The collection includes:
A machzorim set printed in Austria in 1889
A linear Chumash printed in 1905A set of Mikros Gedolos from 1889
I usually use the machzorim for at least on davening during any given Yom Tov.
Once in a while I’ll open the siddur and daven from it. When I do use the siddur or the machzorim I admit, I feel some kind of connecting to something. Maybe it’s just because they have been in my family for a long period of time. Maybe it’s because I am looking for some connection on any level.
On April 15 of this year my son came home with his first Chumash and the homework that came along with it. After I listened to him say and translate the first pasuk in Breishis I opened up to the same pasuk in my grandfather’s Mikros Gedolos and let my son read from it. It was an incredible feeling to listen to him read in a sefer that was 118 years old.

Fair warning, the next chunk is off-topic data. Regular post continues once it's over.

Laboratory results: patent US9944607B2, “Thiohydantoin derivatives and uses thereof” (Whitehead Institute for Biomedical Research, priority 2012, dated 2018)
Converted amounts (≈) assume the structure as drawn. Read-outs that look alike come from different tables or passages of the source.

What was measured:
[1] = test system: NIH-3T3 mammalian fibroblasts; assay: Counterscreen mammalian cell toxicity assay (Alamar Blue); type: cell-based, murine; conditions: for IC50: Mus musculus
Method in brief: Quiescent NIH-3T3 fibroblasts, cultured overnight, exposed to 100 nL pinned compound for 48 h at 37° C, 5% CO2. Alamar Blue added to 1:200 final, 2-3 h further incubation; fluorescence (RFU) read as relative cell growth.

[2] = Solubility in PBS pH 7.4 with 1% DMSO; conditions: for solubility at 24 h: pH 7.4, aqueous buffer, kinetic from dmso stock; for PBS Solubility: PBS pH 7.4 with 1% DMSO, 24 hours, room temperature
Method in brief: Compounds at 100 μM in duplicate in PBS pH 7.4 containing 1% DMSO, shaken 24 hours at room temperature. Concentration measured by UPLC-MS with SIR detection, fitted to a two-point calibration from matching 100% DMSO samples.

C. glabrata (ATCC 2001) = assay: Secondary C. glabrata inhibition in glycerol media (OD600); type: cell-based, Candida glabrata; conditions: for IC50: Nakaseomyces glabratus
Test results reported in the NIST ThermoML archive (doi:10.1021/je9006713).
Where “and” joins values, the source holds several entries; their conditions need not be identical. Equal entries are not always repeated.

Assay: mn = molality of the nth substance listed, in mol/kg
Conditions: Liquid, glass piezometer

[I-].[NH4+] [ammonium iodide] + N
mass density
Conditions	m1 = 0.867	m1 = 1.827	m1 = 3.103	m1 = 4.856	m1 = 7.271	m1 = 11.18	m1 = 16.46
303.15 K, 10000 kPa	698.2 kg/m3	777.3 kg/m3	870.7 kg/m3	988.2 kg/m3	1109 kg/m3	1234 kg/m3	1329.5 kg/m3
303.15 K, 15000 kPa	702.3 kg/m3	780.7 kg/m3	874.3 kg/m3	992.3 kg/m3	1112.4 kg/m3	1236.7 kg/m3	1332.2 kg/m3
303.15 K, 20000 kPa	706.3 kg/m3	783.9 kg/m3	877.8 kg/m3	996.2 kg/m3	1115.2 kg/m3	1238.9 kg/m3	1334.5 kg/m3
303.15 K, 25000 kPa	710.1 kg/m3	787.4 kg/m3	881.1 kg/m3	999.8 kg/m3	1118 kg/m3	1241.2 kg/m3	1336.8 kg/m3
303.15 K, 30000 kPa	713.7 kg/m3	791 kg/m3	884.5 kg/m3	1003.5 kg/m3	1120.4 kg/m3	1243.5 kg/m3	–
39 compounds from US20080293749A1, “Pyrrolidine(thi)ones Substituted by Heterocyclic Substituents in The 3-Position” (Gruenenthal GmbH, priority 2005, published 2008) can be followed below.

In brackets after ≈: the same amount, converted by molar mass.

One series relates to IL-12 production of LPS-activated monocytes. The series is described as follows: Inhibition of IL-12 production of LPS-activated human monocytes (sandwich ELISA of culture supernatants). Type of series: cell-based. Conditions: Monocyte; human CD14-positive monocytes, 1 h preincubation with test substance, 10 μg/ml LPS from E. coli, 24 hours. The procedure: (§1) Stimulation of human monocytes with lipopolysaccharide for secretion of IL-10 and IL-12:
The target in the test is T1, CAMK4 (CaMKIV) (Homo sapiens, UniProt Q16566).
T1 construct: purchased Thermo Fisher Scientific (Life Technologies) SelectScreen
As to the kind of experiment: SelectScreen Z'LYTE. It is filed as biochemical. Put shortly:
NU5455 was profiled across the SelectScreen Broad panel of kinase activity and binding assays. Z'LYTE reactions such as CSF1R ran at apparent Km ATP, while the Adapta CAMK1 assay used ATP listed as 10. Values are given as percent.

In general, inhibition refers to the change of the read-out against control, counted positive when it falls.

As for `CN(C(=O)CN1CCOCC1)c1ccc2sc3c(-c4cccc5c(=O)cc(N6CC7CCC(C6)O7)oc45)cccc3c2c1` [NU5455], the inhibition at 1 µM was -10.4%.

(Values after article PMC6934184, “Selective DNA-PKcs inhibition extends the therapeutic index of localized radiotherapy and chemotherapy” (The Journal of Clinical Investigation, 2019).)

I am proud and thankful to have these seforim in my collection and it is a constant reminder that Limud HaTorah spans the generations.
My thanks to A Simple Jew who suggested I write about this topic.